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Studies Show Doctors Rapidly Forget Critical, Life-Saving Skills such as CPR and Life Support

Founded by Harvard Physicians, Medical Learning System’s next-generation education platform ensures medical students and professionals remember their training, saving lives in the process

Boston (PRWEB) January 18, 2010 -- “I feel like every time learn something new, I forget something else.” Such frustration – expressed by a second year medical student at the University of Michigan Medical School – is, unfortunately, shared by countless other medical students across the nation. This failure to retain knowledge is often ignored until it manifests as substandard patient care. An article in the March 2009 issue of the journal Resuscitation revealed that of a group of seventy trained pediatric residents, 66 percent failed to start CPR in a timely manner when faced with mannequin simulators requiring resuscitation. Strikingly, more years of training did not correlate with improved performance. Similarly, a June 1996 Journal of Trauma article showed that 50 percent of practicing trauma physicians failed a repeat Advanced Trauma Life Support examination merely six months after taking the course. Medical Learning System’s next-generation education platform,, offers the first marketed solution to this problem. enables its users to not only master medical facts, but also maintain that mastery over their careers. This is achieved by leveraging the spacing effect, one of the primary underlying principles of memory. The spacing effect refers to the fact that humans and animals more easily remember or learn items in a list when they are studied a few times over a long period of time, rather than studied repeatedly in a short period of time. This principle has been successfully applied in medical education, having been recently vetted in three randomized, controlled trials at Harvard Medical School. The spacing effect is also an active area of research in neuroscience; in fact, its underlying mechanisms were recently identified, offering it much scientific credibility.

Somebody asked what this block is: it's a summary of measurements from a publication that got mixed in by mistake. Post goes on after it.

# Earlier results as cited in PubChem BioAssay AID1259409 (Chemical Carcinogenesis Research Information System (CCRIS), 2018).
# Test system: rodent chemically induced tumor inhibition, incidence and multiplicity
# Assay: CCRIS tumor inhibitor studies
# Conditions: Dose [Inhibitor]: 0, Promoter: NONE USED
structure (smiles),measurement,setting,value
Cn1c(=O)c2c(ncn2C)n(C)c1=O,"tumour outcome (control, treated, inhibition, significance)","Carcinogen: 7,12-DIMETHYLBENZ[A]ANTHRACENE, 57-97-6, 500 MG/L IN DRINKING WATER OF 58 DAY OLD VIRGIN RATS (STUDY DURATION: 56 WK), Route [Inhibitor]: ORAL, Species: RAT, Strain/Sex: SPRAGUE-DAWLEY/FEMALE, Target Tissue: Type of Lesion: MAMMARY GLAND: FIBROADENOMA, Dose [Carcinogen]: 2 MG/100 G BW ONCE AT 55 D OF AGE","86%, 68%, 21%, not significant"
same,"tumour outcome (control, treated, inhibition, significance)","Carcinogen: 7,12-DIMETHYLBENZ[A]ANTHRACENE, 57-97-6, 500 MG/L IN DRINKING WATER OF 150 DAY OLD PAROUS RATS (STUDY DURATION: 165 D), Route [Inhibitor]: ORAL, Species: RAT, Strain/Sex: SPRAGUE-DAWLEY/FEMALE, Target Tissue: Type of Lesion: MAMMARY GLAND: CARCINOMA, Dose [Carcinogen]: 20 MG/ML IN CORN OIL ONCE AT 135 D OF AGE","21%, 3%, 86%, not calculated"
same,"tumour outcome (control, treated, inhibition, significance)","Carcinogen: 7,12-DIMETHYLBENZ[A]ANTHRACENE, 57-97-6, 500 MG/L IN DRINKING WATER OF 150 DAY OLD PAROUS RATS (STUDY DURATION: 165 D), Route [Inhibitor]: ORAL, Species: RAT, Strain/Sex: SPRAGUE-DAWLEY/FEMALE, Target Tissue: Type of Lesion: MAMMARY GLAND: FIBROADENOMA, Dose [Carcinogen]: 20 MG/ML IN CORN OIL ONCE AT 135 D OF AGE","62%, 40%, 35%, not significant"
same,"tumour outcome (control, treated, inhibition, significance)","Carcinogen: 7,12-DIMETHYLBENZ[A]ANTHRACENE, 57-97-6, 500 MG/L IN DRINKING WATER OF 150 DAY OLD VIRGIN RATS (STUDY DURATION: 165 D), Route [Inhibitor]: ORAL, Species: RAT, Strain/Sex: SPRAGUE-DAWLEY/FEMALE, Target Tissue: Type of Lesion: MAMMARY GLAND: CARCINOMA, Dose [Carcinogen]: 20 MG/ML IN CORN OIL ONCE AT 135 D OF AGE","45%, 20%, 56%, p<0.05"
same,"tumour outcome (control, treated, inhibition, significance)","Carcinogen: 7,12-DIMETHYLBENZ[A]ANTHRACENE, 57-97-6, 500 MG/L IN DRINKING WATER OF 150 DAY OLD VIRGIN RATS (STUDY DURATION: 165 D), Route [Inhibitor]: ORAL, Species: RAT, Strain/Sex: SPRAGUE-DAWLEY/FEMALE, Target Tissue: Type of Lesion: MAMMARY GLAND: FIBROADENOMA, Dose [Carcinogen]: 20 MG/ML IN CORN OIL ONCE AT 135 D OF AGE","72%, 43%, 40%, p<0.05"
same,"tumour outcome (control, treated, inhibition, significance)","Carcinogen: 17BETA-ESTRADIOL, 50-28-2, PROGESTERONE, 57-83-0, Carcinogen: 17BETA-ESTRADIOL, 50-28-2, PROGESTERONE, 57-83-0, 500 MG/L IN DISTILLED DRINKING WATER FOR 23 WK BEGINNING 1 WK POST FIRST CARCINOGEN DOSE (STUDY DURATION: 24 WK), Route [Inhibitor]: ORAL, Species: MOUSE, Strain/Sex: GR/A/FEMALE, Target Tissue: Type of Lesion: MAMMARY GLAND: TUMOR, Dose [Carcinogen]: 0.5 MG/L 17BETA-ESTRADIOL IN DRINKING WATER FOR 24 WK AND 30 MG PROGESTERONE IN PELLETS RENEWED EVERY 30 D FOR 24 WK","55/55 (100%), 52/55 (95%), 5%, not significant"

Dr. Frank Lau, M.D. – Founder of Medical Learning Systems – says that the overriding mission is to help medical professionals learn more efficiently and effectively, and remember their training throughout their careers. “Ultimately, this will improve patient care as health professionals use our algorithms to maintain knowledge that is critically important but infrequently used. For this reason, personalized knowledge management platforms like Gunner Training must play a large role in future medical education,” remarks Dr. Lau. Current users say helps them remember what they learn, perform well in school, score higher on licensing exams, and spend less time relearning what they would otherwise forget. One user considers it “just perfect.” Although Gunner Training is currently targeted to first and second year medical students, the company is rapidly building new products to assist residents, attending physicians, and other health professionals seeking to perform well in school and on standardized examinations, and, more importantly, to provide exceptional medical care.    

About Medical Learning Systems:

Founded by Harvard-trained physicians and based on cutting-edge learning and memory science, Medical Learning Systems provides personalized online education and exam preparation services to health professionals and students. Medical Learning System’s flagship product – Gunner Training (launched Q2 2009) – is already helping hundreds of students master Step 1 of the US Medical Licensing Exam (USMLE).


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Studies Show Doctors Rapidly Forget Critical, Life-Saving Skills such as CPR and Life Support 
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